An inexplicably low chart placing for this joyous song which just undulates gleefully with a lovely vocal performance. Syreeta had certainly waited for her moment since joining the label as a receptionist in 1965, progressing to demo recordings for The Supremes and her own unsuccessful solo career as Rita Wright in the late 60s. She was considered as a replacement for Diana Ross when she left The Supremes and was married to Stevie Wonder between 1970 and 1972. Her ex re-launched her career in 1974 by producing an album for her and this classy composition was penned by the two of them. It sounds like a Stevie song down to its almost fairground like ending. Syreeta would go on to reach the upper sections of the singles chart with “Your Kiss Is Sweet” and the stately duet with Billy Preston “With You I’m Born Again” which was a translatlantic Top 5 hit in 1980. These are three very different tracks but this is undoubtedly my favourite of hers.
6. Eddie Kendricks – Keep On Truckin’ (1973) (UK#18, US#1)
Big things were expected when Temptations lead singer Kendricks began working on solo tracks. Initially, not much happened but his voice was perfect for the developing disco scene and this Frank Wilson track made great use of his falsetto over a driving rhythm with a title which became a catch-phrase as the song ascended to the top of the US chart. There’s more of the same with his US#2 follow-up “Boogie Down” on this CD but that doesn’t quite hold together as well as this track is which is dominated by that driving trucking beat and recalls some of the ground-breaking work Norman Whitfield had done with The Temptations.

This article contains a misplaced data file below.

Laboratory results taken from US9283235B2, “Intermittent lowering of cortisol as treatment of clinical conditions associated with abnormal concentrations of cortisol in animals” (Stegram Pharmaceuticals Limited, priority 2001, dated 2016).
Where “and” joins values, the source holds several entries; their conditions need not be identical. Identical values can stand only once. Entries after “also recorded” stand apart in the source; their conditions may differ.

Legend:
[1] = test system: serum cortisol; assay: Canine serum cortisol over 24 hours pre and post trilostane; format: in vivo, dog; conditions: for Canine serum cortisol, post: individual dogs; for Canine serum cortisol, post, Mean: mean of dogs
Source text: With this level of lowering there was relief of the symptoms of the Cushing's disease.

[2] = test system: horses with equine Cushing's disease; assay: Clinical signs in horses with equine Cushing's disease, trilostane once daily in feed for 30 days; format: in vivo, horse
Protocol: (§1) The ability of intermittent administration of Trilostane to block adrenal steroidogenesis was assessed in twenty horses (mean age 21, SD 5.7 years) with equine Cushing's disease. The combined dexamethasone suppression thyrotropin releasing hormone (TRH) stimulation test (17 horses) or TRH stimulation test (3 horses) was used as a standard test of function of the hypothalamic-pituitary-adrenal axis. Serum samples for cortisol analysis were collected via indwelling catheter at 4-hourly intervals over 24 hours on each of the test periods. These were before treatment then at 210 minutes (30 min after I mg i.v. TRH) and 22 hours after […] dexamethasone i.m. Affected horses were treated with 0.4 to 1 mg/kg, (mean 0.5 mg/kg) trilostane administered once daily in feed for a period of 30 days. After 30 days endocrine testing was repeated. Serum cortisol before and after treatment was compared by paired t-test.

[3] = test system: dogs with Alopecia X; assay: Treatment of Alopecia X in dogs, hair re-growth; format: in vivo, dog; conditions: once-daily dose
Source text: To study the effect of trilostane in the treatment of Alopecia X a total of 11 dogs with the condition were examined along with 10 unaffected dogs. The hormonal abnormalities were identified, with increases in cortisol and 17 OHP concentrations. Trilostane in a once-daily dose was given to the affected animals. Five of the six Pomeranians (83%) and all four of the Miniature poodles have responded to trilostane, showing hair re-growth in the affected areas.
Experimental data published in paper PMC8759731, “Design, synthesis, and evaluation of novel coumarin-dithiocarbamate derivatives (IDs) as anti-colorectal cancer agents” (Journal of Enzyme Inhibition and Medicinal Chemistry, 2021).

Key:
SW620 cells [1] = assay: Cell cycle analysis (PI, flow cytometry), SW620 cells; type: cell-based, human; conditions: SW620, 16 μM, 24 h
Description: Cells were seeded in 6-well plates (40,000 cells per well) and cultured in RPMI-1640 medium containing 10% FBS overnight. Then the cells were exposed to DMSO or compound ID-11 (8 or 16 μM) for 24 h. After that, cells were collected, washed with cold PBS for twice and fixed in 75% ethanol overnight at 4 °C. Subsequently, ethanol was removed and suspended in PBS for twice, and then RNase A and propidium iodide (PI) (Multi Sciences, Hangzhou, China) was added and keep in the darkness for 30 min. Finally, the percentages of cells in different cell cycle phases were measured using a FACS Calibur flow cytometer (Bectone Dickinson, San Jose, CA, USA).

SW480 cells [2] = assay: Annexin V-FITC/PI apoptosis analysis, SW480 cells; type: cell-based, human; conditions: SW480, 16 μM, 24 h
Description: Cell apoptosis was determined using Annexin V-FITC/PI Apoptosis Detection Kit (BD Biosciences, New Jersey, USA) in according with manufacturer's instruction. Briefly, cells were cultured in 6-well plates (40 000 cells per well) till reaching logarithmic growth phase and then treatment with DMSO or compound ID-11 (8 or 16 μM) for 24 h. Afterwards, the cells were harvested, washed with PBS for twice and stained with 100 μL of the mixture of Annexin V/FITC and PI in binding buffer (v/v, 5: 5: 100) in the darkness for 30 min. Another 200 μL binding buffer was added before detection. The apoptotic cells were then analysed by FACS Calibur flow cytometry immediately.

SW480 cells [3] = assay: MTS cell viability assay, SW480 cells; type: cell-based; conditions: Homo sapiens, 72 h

7. R. Dean Taylor – There’s A Ghost In My House (1974) (UK#3)
I always see this as a companion to The Four Tops’ “Seven Rooms Of Gloom”. Canadian R. Dean Taylor was a bit of an all-rounder and was signed to the label as a song-writer, producer and artist although this track recorded in 1967 has the Holland-Dozier-Holland stamp all over it. Not at all successful on its first release this became a staple of the UK Northern Soul Scene and when re-released in 1974 gave Taylor a huge hit. He was known to British audiences through his 1968 hit “Gotta See Jane” and three years before “Ghost” he had almost made number 1 (and a #5 US hit) with the country-flavoured “Indiana Wants Me”. This was a very different sounding track and it has always been a big favourite of mine with a definite Four Tops feel and a theme which makes it an essential track for a Halloween party made creepy with the feel of those footsteps of the departed clumping around the house.
There’s a ghost in his house!
8. Smokey Robinson – Just My Soul Responding (1974) (UK#35)
Another artist going it alone by 1974 was Smokey Robinson and a track from his debut album as a solo artist. By this time Vice-President of the company Smokey has always been seen as the poet of the label through his song-writing achievements whereas Stevie Wonder is seen as the social commentator and Marvin Gaye as the visionary but all elements are combined with this odd but effective track for him which didn’t really do the business it could have been expected to do as an early solo track from one of Motown’s greats. Beginning with a “Happy Birthday” refrain and Native American rhythms (written with Miracles band-mate Marvin Taplin) this focuses on life in the ghetto. It’s the combination of Smokey’s wistful vocal and Indian style chants which is decidedly curious and lyrics like “too many roaches and not enough heat to keep my babies warm” makes this some distance away from “Tears Of A Clown”.
9. Diana Ross – Last Time I Saw Him (1974) (UK#35, US#14)
10. Diana Ross & Marvin Gaye – You Are Everything (1974) (UK#5)